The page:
Most people end up filing for personal bankruptcy because they owe more than they make. If this applies to you, be sure that you know what the laws of your state are. Different states use different laws when it comes to bankruptcy. In a few states, they see to it that your house is protected. This is not the case when it comes to other states. You should be aware of local bankruptcy laws before filing.
Think carefully before you decide to file for bankruptcy. Being aware of the complexity of the issues involved in bankruptcy is essential. What you’ll read in the article below can help you tremendously when filing a claim. No matter what obstacles fall in your path, you can overcome them with good research.
Before undertaking the bankruptcy process, ensure you have made the correct decision. You can also avail yourself of other options, such as consumer credit counseling. Bankruptcy will leave a permanent scar on your credit report and before you take this huge step, you should search through every available option first, to help try and limit the damage to your credit.
You should check with the personal bankruptcy resources available online to educate yourself thoroughly before you begin the process. The United States Department of Justice, American Bankruptcy Institute, along with many other websites can provide you with the information you need. The more you know, the better equipped you’ll be to make the wise decisions needed for a successful bankruptcy.
Protect your home. You do not have to lose your home in the process of a bankruptcy. You can still keep your home, it just depends on your specific situation and the value of your home. Additionally, some states have homestead exemptions that might let you keep your home, provided you meet certain requirements.
Exhaust every other option before making the decision to file for personal bankruptcy. You have better options. For example, you could try credit counseling. Bankruptcy stays on your credit for a whole decade, so if there are less drastic options that will solve your credit problems, it is in your best interest to make use of them.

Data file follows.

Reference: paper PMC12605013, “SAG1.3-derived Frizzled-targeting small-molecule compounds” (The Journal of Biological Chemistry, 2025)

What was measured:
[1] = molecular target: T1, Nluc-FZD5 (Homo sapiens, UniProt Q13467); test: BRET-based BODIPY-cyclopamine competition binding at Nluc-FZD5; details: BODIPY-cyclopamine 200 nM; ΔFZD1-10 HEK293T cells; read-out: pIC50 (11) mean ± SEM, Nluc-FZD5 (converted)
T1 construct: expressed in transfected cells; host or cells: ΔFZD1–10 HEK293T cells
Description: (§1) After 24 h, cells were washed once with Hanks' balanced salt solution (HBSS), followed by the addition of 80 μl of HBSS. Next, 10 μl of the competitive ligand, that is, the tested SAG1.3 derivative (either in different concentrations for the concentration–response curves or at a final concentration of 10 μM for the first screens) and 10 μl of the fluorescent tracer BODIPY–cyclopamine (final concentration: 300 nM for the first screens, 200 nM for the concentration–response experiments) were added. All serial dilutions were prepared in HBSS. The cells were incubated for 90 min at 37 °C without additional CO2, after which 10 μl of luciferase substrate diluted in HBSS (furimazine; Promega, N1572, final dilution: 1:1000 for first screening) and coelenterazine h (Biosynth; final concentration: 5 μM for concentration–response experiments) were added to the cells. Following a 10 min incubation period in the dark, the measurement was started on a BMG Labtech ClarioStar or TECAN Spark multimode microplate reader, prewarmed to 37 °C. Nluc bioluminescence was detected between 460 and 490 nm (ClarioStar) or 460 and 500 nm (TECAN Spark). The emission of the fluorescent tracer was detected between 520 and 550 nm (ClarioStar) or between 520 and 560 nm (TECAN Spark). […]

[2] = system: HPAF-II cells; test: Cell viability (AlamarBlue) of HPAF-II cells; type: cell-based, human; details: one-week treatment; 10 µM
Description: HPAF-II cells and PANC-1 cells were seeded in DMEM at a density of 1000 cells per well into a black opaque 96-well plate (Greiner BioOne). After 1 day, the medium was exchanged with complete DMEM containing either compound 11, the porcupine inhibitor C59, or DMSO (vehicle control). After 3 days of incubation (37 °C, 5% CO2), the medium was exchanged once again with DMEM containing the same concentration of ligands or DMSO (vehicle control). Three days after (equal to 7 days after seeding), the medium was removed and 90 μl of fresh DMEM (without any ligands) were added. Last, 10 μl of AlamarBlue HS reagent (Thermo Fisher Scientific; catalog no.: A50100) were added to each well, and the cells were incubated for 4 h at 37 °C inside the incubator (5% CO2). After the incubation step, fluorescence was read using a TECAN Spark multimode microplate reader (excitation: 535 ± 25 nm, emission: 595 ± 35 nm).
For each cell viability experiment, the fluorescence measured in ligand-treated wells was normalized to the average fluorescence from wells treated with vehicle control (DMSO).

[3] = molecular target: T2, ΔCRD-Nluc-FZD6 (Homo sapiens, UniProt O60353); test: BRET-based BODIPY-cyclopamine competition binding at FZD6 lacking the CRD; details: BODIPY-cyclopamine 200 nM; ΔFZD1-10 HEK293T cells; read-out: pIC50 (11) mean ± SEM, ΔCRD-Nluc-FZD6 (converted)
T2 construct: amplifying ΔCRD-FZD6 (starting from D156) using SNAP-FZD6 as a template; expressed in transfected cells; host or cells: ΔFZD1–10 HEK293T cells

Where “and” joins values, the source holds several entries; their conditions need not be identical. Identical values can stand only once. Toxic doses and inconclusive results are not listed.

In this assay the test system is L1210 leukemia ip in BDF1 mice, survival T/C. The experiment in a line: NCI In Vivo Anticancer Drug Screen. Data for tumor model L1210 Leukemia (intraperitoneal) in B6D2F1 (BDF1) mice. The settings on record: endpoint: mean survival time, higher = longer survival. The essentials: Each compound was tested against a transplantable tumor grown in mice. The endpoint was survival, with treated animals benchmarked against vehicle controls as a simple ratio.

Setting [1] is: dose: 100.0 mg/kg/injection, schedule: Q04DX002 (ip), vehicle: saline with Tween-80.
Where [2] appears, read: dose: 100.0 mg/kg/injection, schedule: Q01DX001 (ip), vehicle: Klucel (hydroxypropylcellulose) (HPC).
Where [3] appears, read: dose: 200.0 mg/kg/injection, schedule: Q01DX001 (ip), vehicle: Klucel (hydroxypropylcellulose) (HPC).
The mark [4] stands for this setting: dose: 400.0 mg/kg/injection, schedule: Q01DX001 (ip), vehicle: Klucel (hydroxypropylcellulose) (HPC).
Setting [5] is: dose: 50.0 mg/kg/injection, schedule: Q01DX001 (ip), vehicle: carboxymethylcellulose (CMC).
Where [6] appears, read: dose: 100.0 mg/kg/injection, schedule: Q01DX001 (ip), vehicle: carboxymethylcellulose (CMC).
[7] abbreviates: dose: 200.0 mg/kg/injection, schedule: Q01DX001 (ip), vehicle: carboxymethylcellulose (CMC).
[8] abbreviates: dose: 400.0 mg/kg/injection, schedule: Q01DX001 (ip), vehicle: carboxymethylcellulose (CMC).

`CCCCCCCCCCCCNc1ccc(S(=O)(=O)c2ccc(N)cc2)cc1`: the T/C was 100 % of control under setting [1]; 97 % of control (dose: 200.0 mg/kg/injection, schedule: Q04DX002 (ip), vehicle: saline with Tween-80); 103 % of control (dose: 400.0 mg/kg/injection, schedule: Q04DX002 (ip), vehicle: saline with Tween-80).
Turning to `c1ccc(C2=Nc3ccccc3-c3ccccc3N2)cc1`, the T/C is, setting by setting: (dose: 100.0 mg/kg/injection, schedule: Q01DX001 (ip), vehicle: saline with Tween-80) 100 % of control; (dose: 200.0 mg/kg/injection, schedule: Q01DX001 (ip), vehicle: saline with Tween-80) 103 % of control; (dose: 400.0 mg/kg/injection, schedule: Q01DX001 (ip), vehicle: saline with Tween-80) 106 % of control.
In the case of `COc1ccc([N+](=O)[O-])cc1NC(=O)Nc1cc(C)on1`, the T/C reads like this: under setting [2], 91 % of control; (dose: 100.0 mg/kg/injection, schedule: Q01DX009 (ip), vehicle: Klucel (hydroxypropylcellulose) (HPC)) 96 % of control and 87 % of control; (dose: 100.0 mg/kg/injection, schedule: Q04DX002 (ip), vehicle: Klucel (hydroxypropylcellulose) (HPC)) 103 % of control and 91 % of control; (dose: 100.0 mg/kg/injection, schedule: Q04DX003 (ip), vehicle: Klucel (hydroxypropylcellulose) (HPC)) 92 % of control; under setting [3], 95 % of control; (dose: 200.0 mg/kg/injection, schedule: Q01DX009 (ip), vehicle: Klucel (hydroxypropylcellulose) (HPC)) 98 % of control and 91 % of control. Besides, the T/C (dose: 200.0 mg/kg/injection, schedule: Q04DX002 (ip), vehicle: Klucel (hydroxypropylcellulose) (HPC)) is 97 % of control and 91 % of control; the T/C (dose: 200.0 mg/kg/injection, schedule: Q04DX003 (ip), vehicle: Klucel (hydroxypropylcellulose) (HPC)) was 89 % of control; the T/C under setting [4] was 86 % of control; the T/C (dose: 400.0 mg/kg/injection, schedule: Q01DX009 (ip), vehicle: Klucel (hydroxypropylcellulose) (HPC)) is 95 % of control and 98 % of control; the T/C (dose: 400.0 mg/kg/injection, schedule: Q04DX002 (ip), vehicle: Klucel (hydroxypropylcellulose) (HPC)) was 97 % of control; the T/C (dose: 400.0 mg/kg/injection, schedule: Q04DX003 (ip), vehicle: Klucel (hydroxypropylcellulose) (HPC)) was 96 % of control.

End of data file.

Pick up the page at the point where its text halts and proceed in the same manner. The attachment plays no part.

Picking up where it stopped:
If you are worried about your car being repossessed, consult your attorney about trying to get the monthly payment lowered. Chapter seven bankruptcy often provides for the lowering of payments. In order for this to be considered, your car loan must be one with high interest, you need a solid work history and the car should have been bought 910 days or more prior to you filing.
No good will come of trying to conceal your assets or your liabilities in the bankruptcy process; you want to be scrupulously honest when you declare bankruptcy. Wherever you file, that court has to be made aware of all details regarding your finances, positive and negative. Put everything out on the table and craft a wise plan for handling the situation the best you can.
Understand the rights you have as a bankruptcy filer. Do not rely on your debtors information about whether or not certain loans can be included in your bankruptcy. Most loans can be discharged outside of certain things, like child support or loans you are paying back due to student lending. If a bill collector attempts to say their bill cannot be discharged, look it up. If they are wrong, report them.